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Katherine Kirk on Dealing with Teamwork Hell

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Dysfunction in teams can truly feel like "being in hell", according to Katherine Kirk, cofounder of the Inclusive Collaboration movement. In her talk How to Navigate Out of Hell at the upcoming Aginext.io conference, she describes work-hell as feeling confined within an endless loop of unhappiness, feeling out of control and not being able to influence our own destiny for sustained periods of time.

Drawing from her studies in ancient eastern philosophical practices, she advises teams and individuals to: deliberately look for and see the bigger picture, actively manage your own response to stressful situations, maintain your own integrity and ethical standards and diligently take small steps rather than trying to address every aspect of the situation at one time.

The Aginext conference runs in London on 21-22 March and is focused on looking at the future of agile, lean, CI/CD and DevOps transformations.

InfoQ spoke to Kirk about her talk and the practical ideas she will present for dealing with dysfunction in teams.

InfoQ: Why is it that some office situations feel like being in hell?

Katherine Kirk: Work-hell is when you feel confined within an endless loop of unhappiness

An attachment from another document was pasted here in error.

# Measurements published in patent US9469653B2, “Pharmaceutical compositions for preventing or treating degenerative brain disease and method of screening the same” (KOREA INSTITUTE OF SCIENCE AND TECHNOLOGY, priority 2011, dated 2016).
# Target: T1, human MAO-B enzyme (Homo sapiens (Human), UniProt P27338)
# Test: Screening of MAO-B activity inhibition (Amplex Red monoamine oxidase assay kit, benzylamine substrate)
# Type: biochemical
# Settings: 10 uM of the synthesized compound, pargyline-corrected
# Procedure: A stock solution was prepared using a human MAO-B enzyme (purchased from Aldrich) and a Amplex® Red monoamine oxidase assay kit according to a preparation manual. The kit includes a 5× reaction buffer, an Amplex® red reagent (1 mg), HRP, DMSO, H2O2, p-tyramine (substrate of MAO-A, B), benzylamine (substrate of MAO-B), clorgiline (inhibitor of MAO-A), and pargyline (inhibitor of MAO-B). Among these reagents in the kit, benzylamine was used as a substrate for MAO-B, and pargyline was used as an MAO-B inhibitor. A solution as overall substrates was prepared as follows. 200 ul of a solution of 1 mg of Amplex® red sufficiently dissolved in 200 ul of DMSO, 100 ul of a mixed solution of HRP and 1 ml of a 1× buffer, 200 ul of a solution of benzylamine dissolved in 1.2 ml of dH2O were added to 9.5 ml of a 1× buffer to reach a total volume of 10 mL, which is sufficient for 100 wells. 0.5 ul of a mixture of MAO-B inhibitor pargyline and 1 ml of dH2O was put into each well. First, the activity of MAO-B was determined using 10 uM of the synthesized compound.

• Difficulty isn't necessarily hell. Overall human beings don't mind situations that are difficult, as long as we believe we are empowered to do something about it to make it better, or can see that eventually we can get it the way we would like things to be.
  • The reason some situations feel like hell and others don't is primarily all about whether we feel trapped indefinitely or not.

There is actually a pattern of how work-hell arises – which is often helpful to understand if you are trying to work your way out of it. Here is an excerpt of the book I am currently writing that explains it a little:

  • Consider that the nature of business is that all that is within it (e.g. projects, products and programs) will eventually degrade, dysfunction and expire. Just like human beings age, get ill and die. It's the nature of our universe (check out the scientific concepts of entropy and the arrow of time).
  • Fundamentally humans don't like being out of control of that. We sometimes want things to 'last forever' or 'stay as they are' longer than they do.
  • In light of this, human beings are experts at working very hard to prevent degradation, dysfunction and expiry so that they get what they want. And have even learned to turn it into an advantage. If a product expires, we create a new one, if a project degrades we transform it, if a situation dysfunctions we innovate. That's the basis of success of humanity.
  • So – with projects, products and programs – we can resist entropy and are often successful. We become pleased with ourselves, our teams, our divisions and our company – for a while.
  • But eventually degradation, dysfunction and expiry begin bothering us again. Because that's the nature of business. And entropy appears to be 'winning'. Consider: what project, program or product won't eventually degrade, dysfunction and expire? If we don't want it to happen – we get upset.